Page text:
It’s not clear what long-term effects we’ll see in the housing market, but NAR’s chief economist Lawrence Yun says, “Housing, just like most other industries, suffered from the coronavirus crisis but once this predicament is behind us and the habit of social distancing is respected, I’m encouraged there will be continued home transactions though, with more virtual tours, electronic signatures, and external home appraisals.”
The latest Case-Schiller home price report shows that prices were up 3.1% year-over-year in January. There’s a two-month lag in data so we don’t know yet how the coronavirus pandemic will impact home prices. Bill Banfield of Quicken Loans says, “I suspect once the stay-at-home orders are lifted, homebuyer demand will regain its footing, provided employment rebounds quickly.”
I would like to personally add, provided lending rebounds quickly. Right now, funding for jumbo loans and non-QM loans has dried up. This would dramatically affect home prices in the high end, that are over conforming loan limits.
But if you can get a loan, you can lock in even lower rates. Mortgage rates fell again this last week. Freddie Mac says the 30-year fixed-rate mortgage dropped 17 basis points to 3.33%.
In other news making headlines…
Top Cities for Population Growth in 2019
The U.S. Census Bureau released a report on 2019 population growth. On a percentage basis, the top 13 cities for population growth were in the Sun Belt which runs from North Carolina to Florida then West through Texas and the Southwest. The fastest growing city was Austin, due to its booming tech sector and affordable lifestyle. Raleigh came in second, most likely due to the Research Triangle and major universities. Phoenix and Las Vegas were 3rd and 4th respectively, likely drawing from Californians looking for a more affordable lifestyle with no state income tax. And 5th on the list was Jacksonville, likely due to its growing port and affordability.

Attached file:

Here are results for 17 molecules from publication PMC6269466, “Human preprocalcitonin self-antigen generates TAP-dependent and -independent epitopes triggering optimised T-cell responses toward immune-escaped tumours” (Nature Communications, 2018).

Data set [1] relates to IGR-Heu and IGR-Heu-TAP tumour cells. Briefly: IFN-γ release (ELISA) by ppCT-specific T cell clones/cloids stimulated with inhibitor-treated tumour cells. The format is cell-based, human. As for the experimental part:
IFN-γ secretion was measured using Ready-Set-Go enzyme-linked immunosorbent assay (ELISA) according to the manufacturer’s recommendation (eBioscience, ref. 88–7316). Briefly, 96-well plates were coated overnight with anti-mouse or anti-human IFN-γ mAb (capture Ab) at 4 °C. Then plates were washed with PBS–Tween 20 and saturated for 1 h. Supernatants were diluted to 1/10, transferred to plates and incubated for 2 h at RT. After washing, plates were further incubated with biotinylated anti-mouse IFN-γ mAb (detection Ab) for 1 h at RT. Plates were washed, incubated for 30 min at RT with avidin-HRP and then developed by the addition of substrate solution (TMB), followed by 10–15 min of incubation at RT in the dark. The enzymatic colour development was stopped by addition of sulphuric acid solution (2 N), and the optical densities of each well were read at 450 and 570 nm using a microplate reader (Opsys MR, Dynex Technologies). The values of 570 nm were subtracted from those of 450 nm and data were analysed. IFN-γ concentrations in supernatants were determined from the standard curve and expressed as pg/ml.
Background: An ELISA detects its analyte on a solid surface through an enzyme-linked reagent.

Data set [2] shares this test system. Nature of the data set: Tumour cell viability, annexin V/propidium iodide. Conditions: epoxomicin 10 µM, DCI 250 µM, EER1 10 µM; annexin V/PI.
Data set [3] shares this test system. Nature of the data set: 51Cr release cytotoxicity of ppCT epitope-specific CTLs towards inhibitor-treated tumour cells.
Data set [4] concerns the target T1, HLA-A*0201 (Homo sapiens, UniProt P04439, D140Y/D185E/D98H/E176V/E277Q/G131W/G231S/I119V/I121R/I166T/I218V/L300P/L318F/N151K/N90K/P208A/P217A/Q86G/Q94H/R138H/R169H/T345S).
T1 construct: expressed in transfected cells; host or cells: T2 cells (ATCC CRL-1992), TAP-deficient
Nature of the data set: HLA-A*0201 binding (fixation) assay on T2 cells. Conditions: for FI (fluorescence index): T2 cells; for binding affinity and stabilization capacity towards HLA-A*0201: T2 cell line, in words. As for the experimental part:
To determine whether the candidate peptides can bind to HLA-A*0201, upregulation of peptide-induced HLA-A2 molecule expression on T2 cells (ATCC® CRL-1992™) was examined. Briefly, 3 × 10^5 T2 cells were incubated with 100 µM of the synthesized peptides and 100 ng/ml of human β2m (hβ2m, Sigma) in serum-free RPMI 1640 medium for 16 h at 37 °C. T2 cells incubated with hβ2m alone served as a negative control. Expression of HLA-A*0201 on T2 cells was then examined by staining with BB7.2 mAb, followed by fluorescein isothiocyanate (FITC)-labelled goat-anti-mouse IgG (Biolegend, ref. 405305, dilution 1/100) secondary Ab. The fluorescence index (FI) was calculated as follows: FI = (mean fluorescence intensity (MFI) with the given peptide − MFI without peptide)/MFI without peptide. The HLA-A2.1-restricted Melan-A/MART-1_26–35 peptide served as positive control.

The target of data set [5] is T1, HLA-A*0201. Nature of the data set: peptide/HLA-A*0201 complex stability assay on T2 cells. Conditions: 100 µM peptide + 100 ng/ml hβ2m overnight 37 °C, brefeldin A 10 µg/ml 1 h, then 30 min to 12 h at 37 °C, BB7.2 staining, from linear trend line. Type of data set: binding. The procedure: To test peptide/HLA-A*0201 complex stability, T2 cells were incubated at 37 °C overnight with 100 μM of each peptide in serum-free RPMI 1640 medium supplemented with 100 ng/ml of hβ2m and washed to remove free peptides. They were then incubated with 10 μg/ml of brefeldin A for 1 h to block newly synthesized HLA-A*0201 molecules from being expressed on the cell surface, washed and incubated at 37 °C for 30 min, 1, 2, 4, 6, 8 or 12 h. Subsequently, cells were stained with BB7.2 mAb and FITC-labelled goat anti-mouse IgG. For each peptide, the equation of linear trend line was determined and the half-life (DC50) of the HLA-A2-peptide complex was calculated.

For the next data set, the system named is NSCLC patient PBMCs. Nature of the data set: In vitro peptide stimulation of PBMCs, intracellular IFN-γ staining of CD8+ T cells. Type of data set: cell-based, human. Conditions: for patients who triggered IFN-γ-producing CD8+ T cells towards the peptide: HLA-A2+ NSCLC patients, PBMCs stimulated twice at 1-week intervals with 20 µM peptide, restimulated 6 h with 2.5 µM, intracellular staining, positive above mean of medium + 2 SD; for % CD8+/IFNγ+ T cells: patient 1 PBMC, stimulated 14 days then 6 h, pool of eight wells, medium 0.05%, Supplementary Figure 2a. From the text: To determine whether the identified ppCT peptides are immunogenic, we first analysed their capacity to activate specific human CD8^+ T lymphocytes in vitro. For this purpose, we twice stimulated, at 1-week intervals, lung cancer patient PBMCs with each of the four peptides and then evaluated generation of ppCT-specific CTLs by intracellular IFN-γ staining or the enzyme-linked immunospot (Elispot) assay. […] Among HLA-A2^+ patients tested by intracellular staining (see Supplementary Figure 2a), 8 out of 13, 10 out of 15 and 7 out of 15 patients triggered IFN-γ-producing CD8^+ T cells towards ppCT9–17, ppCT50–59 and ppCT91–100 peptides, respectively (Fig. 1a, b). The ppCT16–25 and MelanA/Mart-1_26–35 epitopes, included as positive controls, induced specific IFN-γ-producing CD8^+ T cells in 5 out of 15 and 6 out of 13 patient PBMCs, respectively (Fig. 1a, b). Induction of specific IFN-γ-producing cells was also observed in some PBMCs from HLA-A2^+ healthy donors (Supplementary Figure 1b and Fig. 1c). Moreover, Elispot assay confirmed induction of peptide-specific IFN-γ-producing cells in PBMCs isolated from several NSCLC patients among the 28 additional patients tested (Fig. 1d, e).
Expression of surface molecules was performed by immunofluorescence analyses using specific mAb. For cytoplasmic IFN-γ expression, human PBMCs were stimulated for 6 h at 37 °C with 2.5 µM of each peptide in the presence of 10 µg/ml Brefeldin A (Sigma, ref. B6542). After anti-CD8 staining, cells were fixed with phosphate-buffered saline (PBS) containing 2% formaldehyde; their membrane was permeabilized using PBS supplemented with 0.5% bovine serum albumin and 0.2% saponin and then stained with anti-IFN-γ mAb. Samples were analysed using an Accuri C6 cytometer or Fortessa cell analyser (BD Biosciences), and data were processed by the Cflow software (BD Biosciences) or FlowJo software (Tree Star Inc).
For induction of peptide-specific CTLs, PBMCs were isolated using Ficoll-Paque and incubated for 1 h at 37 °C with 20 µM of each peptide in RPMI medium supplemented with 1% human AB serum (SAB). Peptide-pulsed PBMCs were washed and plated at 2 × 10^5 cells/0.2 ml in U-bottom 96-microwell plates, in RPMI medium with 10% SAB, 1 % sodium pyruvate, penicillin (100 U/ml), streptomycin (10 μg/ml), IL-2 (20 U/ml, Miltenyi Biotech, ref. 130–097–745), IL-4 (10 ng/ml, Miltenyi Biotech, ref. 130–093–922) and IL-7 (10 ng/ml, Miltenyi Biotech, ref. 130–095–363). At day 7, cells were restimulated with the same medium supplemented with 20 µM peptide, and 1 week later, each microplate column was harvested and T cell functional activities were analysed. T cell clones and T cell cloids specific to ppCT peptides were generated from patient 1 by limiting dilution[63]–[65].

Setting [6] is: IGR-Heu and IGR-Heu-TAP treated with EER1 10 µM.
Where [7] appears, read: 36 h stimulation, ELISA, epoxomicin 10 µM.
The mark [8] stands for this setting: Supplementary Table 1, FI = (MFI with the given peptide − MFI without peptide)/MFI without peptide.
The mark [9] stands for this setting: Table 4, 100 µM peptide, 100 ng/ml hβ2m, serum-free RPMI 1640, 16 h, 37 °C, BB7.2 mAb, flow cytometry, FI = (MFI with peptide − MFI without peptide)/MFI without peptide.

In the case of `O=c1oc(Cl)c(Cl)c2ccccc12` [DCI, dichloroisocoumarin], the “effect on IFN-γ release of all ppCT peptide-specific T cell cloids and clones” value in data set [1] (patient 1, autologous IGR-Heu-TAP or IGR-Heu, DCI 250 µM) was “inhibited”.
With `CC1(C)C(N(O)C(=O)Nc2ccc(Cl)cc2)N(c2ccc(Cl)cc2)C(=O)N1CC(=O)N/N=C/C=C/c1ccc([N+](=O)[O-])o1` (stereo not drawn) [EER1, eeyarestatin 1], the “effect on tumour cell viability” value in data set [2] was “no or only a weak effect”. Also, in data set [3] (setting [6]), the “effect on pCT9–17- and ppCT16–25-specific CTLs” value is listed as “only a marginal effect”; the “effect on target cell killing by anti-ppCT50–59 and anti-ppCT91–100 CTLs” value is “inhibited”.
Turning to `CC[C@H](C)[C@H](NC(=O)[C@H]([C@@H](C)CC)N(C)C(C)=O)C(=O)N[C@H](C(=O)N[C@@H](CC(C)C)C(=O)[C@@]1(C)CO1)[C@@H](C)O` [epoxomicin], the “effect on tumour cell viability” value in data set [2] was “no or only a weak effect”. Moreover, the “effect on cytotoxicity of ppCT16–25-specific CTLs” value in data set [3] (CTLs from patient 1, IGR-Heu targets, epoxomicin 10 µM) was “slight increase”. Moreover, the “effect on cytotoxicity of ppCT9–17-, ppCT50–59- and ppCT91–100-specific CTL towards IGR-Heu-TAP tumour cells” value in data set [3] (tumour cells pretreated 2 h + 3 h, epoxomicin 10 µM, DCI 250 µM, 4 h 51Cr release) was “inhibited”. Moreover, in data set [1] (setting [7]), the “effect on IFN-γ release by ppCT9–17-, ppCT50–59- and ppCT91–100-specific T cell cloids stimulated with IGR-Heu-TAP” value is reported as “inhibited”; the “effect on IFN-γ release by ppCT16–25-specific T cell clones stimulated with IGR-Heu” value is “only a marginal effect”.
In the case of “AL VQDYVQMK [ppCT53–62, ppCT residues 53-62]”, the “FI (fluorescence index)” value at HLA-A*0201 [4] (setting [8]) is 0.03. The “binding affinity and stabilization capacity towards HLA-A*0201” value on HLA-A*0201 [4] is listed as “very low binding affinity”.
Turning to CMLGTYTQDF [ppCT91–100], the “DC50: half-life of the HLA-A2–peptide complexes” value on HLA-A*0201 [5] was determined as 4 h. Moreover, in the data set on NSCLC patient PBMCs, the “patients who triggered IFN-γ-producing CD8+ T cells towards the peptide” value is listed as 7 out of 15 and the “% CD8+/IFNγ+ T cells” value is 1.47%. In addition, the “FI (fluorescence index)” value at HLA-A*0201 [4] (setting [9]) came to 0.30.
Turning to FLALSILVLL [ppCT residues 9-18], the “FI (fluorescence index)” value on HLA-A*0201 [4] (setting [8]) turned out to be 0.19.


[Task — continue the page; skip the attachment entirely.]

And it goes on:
Dallas/Fort worth, Orlando, Houston, Tampa, Atlanta, Salt Lake City, Seattle, and Indianapolis also made the Top 20 list of fastest growing metros.
Renter Demand Remains Strong
A new survey shows that renters are still on the move, despite the pandemic. RentCafé conducted a survey of 6,000 people looking for a new rental. (4) Of those 6,000 people, 56% said that finding a new place is still a priority. Just 17% said they would stay where they are and 16% still trying to make up their minds. A few were putting their plans on hold or considering a lease renewal.
Although some people expressed concern about moving in the midst of the pandemic, 45% said they had no concerns. Some also said they have no choice because their lease is expiring, while others feel they should find something cheaper because they may not be able to pay their rent in the future. RentCafé said in the report, “These survey results go to show that, whether it’s because of optimism, forced circumstances or other personal reasons finding a home takes priority.”
Many of the property managers we interviewed said the same thing. Applications were up in Indianapolis, Cleveland, Birmingham and Jacksonville.
(1) IRS Stimulus Timeline: Forbes
(3) Jobless Claims: MarketWatch
(4) RentCafé Report